Misery may love company, but really and truly misery is company. If you get a big enough dose of it, you can carry your misery around for years, and it becomes like a faithful companion. Much like an extremely long lived, and extremely faithful dog, you can kick it around all you like, but eventually it will so back up on your doorstep with some irresistible excuse for you to take it back, and you usually will. Misery, after a while, becomes almost something you can't live without, a (self) defining characteristic, just like the 'job' you hold down just so you can put thanksgiving dinner on the table for the rest of your own personal company of misery. Just be thankful that you can (hopefully) say that you didn't have to give the turkey you are about to eat, a hand job.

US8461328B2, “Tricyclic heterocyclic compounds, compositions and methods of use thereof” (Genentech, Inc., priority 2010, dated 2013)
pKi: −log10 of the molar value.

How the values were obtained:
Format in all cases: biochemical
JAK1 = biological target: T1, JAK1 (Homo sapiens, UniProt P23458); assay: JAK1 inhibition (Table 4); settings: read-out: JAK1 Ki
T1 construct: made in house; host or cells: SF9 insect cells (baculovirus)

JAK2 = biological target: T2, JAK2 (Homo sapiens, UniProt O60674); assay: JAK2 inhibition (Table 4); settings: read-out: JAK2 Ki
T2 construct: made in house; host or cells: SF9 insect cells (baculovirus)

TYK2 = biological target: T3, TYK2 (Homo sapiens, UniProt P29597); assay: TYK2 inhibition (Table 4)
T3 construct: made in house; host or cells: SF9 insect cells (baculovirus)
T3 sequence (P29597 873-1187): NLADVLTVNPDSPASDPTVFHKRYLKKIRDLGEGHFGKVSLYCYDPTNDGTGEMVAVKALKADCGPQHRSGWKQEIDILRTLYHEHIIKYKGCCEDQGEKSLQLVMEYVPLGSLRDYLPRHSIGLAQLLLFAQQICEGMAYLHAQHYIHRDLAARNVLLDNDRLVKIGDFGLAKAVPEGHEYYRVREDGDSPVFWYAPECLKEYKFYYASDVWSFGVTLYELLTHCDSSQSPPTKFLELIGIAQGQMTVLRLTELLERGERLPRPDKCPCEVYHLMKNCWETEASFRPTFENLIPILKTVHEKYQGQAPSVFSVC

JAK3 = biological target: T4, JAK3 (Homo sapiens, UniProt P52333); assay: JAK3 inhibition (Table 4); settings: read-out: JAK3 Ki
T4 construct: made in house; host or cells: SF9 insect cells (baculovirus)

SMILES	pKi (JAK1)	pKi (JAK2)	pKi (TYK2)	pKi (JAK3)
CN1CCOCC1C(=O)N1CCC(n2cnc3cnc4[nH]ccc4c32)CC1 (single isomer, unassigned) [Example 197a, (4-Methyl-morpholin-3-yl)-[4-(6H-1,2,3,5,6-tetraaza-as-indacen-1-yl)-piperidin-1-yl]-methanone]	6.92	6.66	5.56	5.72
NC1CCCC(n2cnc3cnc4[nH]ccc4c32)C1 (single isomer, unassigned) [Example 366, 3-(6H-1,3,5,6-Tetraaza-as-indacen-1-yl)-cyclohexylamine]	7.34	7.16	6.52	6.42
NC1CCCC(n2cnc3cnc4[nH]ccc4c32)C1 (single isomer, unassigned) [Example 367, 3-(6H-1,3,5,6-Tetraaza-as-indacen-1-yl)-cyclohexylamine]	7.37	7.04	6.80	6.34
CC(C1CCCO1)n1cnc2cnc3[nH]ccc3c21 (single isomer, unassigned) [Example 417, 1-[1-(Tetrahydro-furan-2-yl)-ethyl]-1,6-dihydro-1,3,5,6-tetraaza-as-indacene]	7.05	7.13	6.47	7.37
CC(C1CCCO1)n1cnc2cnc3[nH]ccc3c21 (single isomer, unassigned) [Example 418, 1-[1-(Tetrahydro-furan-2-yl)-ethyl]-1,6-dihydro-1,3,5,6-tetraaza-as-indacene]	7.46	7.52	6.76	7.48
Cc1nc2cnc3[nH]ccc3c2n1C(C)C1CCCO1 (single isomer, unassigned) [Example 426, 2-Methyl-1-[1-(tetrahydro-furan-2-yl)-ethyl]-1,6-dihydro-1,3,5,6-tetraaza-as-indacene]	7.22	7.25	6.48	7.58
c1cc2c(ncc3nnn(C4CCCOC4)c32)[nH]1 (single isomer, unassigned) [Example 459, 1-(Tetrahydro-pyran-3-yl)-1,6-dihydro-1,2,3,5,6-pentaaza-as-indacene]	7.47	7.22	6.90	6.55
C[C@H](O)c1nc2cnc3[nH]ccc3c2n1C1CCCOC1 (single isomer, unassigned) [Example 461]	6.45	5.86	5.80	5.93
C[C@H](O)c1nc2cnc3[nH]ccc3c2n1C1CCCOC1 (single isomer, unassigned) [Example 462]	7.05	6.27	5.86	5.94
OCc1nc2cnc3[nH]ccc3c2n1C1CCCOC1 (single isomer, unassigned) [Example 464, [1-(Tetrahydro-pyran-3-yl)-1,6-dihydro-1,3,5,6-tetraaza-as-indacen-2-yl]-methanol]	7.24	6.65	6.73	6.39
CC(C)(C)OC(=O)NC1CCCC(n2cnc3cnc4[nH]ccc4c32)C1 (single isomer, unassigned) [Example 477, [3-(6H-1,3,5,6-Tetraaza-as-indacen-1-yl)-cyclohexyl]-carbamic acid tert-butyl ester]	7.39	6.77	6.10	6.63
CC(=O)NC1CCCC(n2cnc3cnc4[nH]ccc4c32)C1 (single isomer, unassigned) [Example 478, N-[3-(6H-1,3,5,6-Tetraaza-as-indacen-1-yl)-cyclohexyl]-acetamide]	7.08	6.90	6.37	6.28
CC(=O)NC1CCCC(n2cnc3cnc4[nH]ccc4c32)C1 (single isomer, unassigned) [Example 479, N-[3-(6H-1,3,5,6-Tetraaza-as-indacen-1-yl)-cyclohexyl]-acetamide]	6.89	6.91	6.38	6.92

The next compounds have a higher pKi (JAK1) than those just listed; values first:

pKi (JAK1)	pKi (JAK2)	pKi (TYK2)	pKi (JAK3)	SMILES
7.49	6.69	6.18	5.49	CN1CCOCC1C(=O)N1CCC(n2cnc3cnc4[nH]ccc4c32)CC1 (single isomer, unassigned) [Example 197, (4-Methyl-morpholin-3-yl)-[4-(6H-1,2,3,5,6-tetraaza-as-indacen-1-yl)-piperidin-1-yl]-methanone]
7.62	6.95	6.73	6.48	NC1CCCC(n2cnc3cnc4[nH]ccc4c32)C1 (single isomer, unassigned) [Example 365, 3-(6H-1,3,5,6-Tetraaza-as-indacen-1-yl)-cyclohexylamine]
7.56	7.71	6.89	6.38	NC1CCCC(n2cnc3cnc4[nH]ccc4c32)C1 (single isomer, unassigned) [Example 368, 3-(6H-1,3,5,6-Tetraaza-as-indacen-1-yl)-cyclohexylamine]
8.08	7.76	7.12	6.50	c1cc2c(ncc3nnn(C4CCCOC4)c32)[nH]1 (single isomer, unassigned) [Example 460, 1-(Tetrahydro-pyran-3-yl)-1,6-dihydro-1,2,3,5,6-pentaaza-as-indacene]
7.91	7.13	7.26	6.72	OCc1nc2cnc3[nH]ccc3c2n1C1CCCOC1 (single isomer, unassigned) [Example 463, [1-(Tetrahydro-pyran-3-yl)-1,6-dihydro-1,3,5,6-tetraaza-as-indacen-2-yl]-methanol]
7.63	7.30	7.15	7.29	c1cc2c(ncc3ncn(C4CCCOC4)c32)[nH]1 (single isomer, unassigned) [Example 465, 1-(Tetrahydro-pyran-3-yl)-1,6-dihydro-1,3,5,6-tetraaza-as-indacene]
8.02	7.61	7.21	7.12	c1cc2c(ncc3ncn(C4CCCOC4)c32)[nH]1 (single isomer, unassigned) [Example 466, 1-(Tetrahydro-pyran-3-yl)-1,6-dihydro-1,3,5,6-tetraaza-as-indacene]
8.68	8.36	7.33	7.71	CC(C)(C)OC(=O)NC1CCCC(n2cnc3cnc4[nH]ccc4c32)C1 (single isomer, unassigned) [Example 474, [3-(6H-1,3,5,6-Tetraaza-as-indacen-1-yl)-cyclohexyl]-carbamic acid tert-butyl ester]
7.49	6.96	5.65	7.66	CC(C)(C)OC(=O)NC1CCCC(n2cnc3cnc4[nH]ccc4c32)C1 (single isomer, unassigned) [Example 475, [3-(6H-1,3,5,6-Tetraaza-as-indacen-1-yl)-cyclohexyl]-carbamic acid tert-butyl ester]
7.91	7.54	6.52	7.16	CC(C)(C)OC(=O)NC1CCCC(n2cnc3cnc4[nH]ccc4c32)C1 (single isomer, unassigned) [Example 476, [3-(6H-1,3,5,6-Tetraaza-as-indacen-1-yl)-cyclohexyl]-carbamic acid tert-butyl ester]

To continue the tradition.